Great art challenges conventions it never conforms to them.  What we have in entertainment right now is a measure of conformity that only challenges your patience.  Our goal is to challenge minds, engage our audience, and provoke the kind of questions that a new generation of social media savvy people can feel comfortable in.  @Midnight does a very good job of this by successfully integrating funny hastags on Twitter, but we believe that the potential is bigger than funny hashtags.  We believe our audience is capable of the kind of revolution across social media that previous generations brought about across the internet.  We are putting together a show that will exist across multiple mediums in real time.  We don’t do this for ratings and we don’t this for popularity (although we wouldn’t mind if both of those things ensued), we’re doing this because audiences deserve an entertainment experience that mirrors their lives and we’re prepared to give this to them.


Stop Writing for Hollywood and Start Writing a Better Story by Chris Weigl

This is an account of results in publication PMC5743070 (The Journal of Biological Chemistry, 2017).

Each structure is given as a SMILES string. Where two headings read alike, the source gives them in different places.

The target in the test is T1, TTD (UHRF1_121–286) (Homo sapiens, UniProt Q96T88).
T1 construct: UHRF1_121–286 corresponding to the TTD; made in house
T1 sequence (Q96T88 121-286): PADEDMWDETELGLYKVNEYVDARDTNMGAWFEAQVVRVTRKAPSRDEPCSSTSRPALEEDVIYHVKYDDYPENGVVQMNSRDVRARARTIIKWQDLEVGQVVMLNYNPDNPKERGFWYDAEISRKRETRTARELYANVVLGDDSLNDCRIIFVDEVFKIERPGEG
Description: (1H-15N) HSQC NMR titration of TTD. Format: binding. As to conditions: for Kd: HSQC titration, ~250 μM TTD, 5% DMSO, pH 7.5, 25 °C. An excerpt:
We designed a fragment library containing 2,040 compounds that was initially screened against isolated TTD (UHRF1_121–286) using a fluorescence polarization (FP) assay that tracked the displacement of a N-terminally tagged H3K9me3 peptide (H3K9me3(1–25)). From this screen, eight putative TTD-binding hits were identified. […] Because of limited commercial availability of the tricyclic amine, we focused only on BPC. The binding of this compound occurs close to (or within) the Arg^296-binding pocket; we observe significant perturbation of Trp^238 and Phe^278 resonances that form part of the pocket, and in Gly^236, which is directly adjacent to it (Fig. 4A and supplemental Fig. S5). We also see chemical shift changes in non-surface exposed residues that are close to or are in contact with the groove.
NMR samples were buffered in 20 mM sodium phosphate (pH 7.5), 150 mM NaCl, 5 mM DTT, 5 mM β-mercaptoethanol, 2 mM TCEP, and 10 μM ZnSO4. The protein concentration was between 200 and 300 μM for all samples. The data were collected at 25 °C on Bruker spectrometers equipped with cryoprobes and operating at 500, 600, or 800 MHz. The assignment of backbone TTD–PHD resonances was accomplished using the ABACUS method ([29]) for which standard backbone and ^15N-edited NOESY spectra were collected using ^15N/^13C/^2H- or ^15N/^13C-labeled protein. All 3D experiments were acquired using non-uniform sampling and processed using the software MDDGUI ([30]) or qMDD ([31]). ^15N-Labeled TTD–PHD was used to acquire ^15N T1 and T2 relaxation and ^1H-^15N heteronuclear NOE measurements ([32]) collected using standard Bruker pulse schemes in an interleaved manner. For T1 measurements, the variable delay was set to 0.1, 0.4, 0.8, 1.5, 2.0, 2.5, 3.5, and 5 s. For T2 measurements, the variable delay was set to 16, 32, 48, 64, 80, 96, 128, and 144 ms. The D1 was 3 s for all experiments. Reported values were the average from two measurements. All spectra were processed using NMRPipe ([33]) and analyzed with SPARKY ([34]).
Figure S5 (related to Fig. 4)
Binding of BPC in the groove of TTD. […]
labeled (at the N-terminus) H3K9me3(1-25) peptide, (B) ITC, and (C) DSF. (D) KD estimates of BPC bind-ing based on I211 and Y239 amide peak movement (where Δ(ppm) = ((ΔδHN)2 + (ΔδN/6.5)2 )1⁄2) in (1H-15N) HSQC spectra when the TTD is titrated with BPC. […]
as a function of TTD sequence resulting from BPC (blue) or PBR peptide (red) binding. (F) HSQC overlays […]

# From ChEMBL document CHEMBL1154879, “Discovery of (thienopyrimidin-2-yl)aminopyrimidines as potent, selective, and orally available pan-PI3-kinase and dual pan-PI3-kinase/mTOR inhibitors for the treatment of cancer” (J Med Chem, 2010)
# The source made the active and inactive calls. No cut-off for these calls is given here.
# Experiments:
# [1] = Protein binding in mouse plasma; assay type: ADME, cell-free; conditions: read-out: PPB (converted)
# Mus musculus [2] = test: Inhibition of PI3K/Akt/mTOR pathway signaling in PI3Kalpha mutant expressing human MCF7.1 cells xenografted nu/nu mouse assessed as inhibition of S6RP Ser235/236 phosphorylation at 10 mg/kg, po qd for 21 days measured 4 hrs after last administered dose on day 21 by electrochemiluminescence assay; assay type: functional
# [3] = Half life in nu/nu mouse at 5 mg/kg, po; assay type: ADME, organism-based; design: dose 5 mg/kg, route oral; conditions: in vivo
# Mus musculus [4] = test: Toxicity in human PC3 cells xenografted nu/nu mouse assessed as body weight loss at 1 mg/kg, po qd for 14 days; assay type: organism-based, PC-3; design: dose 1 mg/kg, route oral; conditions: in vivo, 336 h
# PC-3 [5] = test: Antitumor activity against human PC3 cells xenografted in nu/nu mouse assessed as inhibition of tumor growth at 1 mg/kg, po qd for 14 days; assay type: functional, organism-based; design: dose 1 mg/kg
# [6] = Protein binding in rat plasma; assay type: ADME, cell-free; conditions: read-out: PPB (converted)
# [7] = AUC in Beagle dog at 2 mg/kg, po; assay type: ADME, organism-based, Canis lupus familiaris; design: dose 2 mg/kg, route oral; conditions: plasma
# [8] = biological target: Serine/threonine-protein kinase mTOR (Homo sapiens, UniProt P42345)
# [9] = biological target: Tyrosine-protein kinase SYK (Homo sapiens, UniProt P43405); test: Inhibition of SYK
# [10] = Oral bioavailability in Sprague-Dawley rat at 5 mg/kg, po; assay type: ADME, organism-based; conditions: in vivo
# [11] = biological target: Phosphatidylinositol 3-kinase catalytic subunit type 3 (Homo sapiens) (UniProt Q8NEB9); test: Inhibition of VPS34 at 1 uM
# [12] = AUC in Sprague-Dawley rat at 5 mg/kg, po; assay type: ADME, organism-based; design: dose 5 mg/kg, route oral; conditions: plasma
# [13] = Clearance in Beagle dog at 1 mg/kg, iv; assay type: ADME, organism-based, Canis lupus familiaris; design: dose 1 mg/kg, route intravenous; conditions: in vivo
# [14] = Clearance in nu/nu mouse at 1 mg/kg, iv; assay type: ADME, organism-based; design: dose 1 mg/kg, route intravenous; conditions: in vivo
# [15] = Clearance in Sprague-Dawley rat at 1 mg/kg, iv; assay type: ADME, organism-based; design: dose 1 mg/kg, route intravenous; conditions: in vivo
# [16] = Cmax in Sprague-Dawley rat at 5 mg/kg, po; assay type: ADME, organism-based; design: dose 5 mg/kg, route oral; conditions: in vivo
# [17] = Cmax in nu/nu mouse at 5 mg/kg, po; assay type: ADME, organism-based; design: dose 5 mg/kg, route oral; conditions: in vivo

I wrote my first screenplay when I was a Sophomore in high school.  I remember three things from that year in school.  The first thing I remember is the election.  The year was 2000 and one of the most ferocious elections ever fought was being waged that year.  I remember guys who had just turned eighteen voting for George W. Bush because "his daughters are hot."  I remember that election well because back then I was a Republican.  I was one of those "fiscally conservative" people.  I didn't care much for social issues.  None of them really affected me.  Why I was a Republican then is as much a mystery now as it was then.  I know I had my reasons though.  I remember showing up on Election Day and seeing the school packed with voters.  Most of the voters were old - something I took to be a bad sign for my choice - George W. Bush.

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Handling Criticism by Chris Weigl